Author Dr Gordon Weiss
Date September 2017
Whatever happened to the National Energy Productivity Plan? We had a target albeit one lacking any aspiration; we had the skeleton of a plan in desperate need of something on its bones, and we understood that significant economic benefits could be delivered. Yet in the ongoing furore over the state of energy and climate policy in this country, the energy productivity opportunity is being ignored as a solution despite its potential for energy cost reductions (in many cases quickly), reducing national energy demand and lowering greenhouse gas emissions.
The realisation of the NEPP would also see a more managed transition of our energy generation fleet from aging coal fired power to renewables and cost effective storage solutions. How? The higher the energy productivity target, the lower the nation’s demand for electricity, resulting in less pressure being placed on generators. Also, as the National Electricity Market preferences renewable energy sources in the merit order, greater quantities of renewable energy are dispatched over coal-fired power and at times, gas-fired generation. And with the Finkel Review’s suite of recommended reforms to market regulation we can address some of the challenges we’ve seen with managing intermittent supply. Throughout this transition, consumers can improve their energy efficiency and lower costs.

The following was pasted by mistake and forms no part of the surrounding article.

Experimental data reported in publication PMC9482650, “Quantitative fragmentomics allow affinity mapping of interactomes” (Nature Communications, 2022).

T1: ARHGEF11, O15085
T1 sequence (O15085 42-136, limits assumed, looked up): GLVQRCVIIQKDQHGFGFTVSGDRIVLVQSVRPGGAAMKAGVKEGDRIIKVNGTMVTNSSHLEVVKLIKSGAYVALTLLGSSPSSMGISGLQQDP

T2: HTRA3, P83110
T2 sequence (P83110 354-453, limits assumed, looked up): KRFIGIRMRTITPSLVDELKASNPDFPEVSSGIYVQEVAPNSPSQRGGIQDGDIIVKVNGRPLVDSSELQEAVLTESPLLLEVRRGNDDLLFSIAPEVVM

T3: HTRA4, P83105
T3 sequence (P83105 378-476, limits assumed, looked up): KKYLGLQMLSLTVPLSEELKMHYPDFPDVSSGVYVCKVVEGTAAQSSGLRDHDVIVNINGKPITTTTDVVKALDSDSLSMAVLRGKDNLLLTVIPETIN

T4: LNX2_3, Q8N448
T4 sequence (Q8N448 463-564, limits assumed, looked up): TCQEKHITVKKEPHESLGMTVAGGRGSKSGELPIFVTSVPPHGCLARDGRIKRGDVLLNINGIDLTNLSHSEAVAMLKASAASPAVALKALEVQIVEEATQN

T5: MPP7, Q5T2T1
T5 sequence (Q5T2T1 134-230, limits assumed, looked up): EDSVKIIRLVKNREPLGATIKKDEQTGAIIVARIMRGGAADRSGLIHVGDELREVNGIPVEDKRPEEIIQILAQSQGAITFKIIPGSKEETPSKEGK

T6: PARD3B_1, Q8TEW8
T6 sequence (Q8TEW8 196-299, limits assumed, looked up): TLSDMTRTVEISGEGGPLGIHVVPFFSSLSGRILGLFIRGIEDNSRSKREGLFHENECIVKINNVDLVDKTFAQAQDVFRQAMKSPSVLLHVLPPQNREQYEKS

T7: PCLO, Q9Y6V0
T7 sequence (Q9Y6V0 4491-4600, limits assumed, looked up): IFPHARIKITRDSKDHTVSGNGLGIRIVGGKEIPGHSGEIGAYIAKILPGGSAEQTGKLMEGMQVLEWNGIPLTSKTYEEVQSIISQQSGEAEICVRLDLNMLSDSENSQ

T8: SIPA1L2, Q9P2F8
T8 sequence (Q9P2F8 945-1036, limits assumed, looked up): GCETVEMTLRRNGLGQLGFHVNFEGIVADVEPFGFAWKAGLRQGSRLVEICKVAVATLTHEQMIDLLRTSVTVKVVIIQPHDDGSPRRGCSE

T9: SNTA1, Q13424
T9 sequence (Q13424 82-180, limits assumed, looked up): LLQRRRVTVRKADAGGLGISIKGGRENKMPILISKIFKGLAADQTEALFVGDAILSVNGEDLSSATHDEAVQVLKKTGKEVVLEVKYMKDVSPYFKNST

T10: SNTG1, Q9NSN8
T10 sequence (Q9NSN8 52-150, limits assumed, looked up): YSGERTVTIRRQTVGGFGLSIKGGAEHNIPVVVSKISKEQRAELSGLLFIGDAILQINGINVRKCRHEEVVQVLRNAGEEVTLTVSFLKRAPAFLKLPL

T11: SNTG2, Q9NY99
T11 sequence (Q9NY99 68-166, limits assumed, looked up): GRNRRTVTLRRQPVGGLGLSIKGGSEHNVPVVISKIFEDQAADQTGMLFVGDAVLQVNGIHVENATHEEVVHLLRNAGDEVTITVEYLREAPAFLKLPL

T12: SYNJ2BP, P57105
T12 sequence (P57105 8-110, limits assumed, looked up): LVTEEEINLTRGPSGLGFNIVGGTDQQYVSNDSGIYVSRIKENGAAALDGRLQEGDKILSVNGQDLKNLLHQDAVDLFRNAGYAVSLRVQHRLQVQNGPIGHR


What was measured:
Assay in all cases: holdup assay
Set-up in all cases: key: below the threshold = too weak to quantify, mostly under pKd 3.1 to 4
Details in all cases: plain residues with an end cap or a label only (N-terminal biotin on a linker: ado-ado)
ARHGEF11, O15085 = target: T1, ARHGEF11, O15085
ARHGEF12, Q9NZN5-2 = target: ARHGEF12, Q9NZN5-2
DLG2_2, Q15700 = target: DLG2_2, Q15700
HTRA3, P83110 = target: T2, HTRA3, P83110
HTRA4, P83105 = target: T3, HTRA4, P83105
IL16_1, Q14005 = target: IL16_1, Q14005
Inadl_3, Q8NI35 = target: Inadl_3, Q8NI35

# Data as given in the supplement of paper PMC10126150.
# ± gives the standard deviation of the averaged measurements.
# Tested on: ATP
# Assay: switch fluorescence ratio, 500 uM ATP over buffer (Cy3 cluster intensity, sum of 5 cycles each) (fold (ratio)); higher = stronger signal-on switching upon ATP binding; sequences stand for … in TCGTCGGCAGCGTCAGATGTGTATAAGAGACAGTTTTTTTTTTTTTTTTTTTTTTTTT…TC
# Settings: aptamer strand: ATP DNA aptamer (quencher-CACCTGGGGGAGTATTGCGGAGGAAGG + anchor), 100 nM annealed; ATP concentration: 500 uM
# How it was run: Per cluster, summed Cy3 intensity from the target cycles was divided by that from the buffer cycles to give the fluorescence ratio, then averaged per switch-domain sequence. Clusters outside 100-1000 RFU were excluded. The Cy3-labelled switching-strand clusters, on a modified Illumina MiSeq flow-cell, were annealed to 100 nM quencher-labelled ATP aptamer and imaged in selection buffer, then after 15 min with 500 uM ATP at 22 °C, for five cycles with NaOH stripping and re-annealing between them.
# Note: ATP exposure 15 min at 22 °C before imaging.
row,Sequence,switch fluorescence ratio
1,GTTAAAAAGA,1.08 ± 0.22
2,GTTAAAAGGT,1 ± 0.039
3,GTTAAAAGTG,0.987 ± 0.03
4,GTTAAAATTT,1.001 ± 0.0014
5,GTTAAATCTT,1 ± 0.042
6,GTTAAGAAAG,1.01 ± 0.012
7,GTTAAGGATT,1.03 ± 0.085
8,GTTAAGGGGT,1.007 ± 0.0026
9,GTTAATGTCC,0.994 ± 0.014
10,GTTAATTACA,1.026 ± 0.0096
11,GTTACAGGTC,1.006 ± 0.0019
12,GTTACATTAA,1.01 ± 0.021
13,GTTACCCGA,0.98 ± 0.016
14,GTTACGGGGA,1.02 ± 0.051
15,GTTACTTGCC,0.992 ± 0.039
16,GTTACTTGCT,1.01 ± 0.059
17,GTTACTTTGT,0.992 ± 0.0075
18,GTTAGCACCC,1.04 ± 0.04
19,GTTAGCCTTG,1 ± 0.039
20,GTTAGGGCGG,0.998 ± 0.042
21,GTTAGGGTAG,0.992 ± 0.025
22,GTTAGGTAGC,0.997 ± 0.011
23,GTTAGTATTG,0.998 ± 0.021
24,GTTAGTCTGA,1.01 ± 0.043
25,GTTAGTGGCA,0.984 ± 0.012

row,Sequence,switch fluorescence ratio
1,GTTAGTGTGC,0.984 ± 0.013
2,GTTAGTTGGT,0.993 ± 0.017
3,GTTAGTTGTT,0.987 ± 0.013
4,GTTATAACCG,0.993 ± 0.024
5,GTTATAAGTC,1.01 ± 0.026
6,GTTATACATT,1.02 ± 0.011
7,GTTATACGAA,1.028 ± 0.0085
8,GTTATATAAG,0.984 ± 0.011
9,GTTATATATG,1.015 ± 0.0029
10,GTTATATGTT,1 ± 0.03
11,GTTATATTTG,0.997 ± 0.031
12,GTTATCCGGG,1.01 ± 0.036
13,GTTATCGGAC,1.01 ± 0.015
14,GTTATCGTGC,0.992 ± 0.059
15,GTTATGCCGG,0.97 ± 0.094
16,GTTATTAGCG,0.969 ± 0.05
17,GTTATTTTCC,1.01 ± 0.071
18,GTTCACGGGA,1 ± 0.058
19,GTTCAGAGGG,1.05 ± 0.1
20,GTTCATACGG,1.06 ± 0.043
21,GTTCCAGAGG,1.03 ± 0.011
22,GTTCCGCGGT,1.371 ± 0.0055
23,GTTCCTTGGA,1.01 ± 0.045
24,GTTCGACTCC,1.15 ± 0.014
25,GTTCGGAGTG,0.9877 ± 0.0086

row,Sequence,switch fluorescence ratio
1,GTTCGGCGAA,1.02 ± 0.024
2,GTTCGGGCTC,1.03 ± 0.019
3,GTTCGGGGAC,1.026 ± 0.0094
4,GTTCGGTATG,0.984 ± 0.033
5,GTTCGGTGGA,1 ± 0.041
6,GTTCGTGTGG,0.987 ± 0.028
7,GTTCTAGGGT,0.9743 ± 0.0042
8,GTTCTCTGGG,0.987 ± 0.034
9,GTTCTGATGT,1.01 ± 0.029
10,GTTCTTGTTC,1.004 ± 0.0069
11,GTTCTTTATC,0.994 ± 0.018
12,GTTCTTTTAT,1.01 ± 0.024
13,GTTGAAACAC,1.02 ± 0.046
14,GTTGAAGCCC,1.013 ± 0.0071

In this article we step through the findings of Energetics’ modelling of the impact of different energy productivity targets, and the economic value that can be delivered. We also revisit our work which demonstrates the abatement that can be delivered. We can only hope that someone in Government will dust off the NEPP and take another look.
Energy productivity measures that can help address three challenges
High energy costs
As business and residential consumers struggle with the high cost of energy, the nation has lost sight of the immediate benefits that can be delivered with an energy productivity improvement drive. As Energetics’ demonstrated in our national abatement opportunities modelling there are a raft of measures that yield positive economic benefits to the nation as they reduce energy use. Many of these measures require no capital outlay or minimal capital outlay, and can bring down energy costs immediately. Often these are as simple as changing the way that systems are controlled or scheduled. See Figure 1.
Figure 1: Australia's 2030 abatement cost curve (Source: Commonwealth of Australia)
Energy supply security
Energy productivity improvements lower demand for energy. At a time of supply security concerns, driving energy efficiency will in turn reduce the pressure on our energy systems. But as Energetics’ modelling demonstrates, across a number of possible energy productivity scenarios we will have a clear line of sight to the flow on effects on the energy generation mix. Noting, that a well-considered energy productivity improvement plan is only meaningful when supported by a clear and detailed implementation schedule.